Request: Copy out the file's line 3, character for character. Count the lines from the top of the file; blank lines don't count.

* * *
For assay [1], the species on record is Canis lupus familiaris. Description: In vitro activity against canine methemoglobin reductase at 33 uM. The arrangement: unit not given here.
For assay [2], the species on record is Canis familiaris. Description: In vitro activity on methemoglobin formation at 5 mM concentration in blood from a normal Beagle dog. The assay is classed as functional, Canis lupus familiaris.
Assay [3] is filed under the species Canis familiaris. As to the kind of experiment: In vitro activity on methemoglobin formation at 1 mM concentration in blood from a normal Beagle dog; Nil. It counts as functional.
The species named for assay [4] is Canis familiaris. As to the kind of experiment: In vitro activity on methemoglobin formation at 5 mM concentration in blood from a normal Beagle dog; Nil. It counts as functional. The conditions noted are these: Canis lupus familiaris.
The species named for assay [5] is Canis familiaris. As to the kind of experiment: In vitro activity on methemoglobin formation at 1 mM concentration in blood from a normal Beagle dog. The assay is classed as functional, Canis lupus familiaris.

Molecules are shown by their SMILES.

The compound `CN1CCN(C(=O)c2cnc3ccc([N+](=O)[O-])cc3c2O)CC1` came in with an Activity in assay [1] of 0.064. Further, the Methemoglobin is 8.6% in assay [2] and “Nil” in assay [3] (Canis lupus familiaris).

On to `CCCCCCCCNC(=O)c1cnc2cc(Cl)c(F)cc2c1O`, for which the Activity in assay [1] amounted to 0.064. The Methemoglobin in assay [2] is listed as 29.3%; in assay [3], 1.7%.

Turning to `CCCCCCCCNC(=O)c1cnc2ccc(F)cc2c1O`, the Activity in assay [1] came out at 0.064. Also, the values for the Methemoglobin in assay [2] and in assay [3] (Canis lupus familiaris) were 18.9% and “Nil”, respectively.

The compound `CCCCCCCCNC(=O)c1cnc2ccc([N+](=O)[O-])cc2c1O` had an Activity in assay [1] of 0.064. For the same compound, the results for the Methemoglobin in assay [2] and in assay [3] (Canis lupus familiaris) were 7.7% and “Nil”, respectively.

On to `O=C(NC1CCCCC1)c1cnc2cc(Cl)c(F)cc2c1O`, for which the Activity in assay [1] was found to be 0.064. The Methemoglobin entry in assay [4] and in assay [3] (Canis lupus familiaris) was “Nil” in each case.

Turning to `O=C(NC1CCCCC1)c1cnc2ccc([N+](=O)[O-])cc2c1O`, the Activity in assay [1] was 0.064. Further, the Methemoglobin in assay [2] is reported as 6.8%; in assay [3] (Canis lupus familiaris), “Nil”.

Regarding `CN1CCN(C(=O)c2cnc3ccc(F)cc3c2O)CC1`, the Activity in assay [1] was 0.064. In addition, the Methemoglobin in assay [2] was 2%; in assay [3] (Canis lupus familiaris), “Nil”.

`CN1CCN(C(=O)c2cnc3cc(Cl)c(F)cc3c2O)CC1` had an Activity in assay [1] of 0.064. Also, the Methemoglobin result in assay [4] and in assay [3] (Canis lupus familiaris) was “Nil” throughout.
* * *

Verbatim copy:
Assay [3] is filed under the species Canis familiaris. As to the kind of experiment: In vitro activity on methemoglobin formation at 1 mM concentration in blood from a normal Beagle dog; Nil. It counts as functional.